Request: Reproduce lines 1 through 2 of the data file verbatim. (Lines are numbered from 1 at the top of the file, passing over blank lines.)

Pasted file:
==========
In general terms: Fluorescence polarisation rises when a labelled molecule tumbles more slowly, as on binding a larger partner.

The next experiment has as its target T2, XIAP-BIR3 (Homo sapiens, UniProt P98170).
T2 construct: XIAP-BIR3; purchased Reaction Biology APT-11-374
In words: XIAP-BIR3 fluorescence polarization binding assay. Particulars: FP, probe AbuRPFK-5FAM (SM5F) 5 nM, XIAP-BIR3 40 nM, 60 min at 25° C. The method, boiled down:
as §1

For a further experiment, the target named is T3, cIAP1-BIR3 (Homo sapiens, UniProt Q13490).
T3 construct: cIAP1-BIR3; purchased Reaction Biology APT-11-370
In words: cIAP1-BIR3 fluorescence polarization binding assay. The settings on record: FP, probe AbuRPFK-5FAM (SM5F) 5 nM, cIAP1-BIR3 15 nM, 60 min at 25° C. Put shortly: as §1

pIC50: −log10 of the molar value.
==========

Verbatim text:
In general terms: Fluorescence polarisation rises when a labelled molecule tumbles more slowly, as on binding a larger partner.

The next experiment has as its target T2, XIAP-BIR3 (Homo sapiens, UniProt P98170).